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Is It Correct to Say, “The Reason Why”?

Some phrases become a part of long-running grammatical and acceptability debates despite overwhelming popular usage in writing and speech. The reason why they end up there can be one of many. Speaking of which, is it correct to say, “The reason why”?

It is correct to say “the reason why.” “Why” is the relative adverb that connects the noun “reason” to an adjectival clause that provides the necessary explanation or reason. 

Read on as we explore the phrase “the reason why” in-depth, including its meaning, usage, and other options for it. In addition, we will look at redundancies in the English language and when and how to avoid using them.

What Does “The Reason Why” Mean?

“The reason why” is a construct to help the speaker or writer provide an explanation or reason for something, be it an event or behavior. 

We can better understand this phrase by looking at the definitions of both “reason” and “why” separately. 

“The Reason”

“Reason” is a noun and refers to a statement or fact that explains why something happens or what causes it to happen. In other words, it provides an explanation or motive. 

As a noun, it also refers to the ability to think rationally and make sound judgments. We also use “reason” as a verb to describe the act of using the faculty of reason (source).


“Why” takes on various roles in a sentence based on its use. As an adverb and even as a conjunction, it essentially means “for what cause, reason, or purpose.” We can also use “why” as a noun, as in “the hows and whys of life.”

“The Reason Why”

“Why,” when we use it with “reason,” functions informally as a conjunction or relative adverb and means “reason for which” (source). 

For example, we can use “reason why” instead of “reason for which” as in the below example:

The reason why he left the job was that he got a better offer. (“why” replacing “for which”)

Of course, such sentences make complete sense even when we remove “why,” as we can see below:

The reason he left the job was that he got a better offer. (skipping both “why” and “for which”)

So why use “why”? The answer is that sometimes it helps add emphasis and rhythm to the sentence; it even makes it sound more natural. 

In some instances, we use the verb form of the word “reason,” in which case, “why” takes on its adverbial role, as in Tennyson’s famous lines from The Charge of the Light Brigade below:

“Theirs not to reason why, / Theirs but to do and die.”

Is It Grammatically Correct to Say “The Reason Why”?

While it is true that using both words together is kind of redundant, there is nothing wrong with either. It is, at its worst, a mild redundancy and, at its best, helps provide greater emphasis (source). 

Note that we can write sentences using “the reason why” in a few different ways while remaining grammatically correct and retaining the meaning, as we can see below:

  • The reason why these cakes are so expensive is they are custom-made.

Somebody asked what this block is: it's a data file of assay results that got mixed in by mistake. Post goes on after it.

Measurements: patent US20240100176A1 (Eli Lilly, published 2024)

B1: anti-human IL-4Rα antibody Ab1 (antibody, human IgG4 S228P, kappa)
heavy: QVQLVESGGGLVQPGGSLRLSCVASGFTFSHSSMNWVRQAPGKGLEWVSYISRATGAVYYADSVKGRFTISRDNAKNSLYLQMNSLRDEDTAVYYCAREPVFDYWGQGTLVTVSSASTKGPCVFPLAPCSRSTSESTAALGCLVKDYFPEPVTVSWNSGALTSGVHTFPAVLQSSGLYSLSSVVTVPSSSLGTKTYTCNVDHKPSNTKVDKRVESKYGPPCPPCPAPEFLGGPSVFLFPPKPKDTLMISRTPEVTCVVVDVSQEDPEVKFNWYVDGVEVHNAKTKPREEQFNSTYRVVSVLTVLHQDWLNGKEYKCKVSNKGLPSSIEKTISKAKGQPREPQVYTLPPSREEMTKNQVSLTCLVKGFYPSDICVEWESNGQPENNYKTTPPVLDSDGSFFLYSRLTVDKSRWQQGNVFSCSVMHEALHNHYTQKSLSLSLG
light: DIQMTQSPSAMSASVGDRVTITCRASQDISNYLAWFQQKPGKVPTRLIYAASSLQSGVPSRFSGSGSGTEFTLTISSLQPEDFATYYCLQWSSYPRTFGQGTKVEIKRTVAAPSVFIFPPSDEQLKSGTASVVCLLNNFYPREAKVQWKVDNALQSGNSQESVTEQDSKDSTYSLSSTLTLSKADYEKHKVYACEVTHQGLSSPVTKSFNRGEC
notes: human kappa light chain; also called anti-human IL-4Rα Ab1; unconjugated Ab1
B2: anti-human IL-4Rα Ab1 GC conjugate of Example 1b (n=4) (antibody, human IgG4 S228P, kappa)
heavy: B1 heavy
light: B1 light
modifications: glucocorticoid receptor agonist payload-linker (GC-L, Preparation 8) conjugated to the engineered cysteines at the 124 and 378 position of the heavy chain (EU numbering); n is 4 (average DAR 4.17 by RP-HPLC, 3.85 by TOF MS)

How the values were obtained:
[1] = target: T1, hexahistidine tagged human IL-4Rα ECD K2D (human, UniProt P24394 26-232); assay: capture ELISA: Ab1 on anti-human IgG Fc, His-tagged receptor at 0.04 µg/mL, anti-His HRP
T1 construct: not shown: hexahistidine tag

• The reason that these cakes are so expensive is they are custom-made.
  • The reason these cakes are so expensive is they are custom-made.
  • These cakes are so expensive because they are custom-made.

However, we should generally avoid using “because” with “the reason why,” as in the following sentence: 

The reason why these cakes are so expensive is because they are custom-made.

It makes a sentence of this length sound awkward and wordy when you use “reason why” and “because” together.

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Is It “Reason That” or “Reason Why”?

Both “reason that” and “reason why” are correct. In fact, we can substitute “why” with “that” after “reason,” or vice versa, without losing its meaning. We can also skip “that” and “why” completely, as we have seen earlier (source).

However, there are certain instances where it is better to use one of these options over skipping them and preferable to use either “why” or “that.” We will look at each of these with examples now.

“Reason That” vs. “Reason Why”

As we mentioned earlier, we use “reason why” before a relative clause. We can substitute “why” with “that” in almost all cases. While “reason that” is more formal than “reason why,” we use it less often.

Say you are talking to a friend about why another friend wasn’t at a party. You would say something like below:

  • The reason why she wasn’t at the party was that she missed the train. 

However, if you are providing a similar explanation to your boss about a colleague’s absence at a party, you might prefer to use “that” instead:

  • The reason that she wasn’t at the party was that she missed the train. 

You can choose to omit “why” or “that” completely, as in:

  • The reason she wasn’t at the party was that she missed the train. 

We do not use “that” with the plural “reasons.” Instead, we use “why,” or we can choose to skip it, as below:

  • There were several reasons why she wasn’t at the party. 
  • There were several reasons she wasn’t at the party. 

Note that while the above uses examples in speech, we can also apply these rules in written language.

So, to sum it up:

First, informal writing uses “reason why” or simply “reason” — for example, an email to a friend or fictional writing.

Second, formal writing will use “reason that” or skip “that” and use only the word “reason” — for example, official emails or academic essays.

Before you switch “reason why” with “reason that,” remember “reason that” can sometimes sound awkward, so use your best judgment in each case.

Understanding How and When to Use “The Reason Why”

Let us now try to understand the many ways we can use “the reason why,” as well as when to use it or not, as the case may be. We will also explore other options for this construct. 

How Do You Use “The Reason Why”?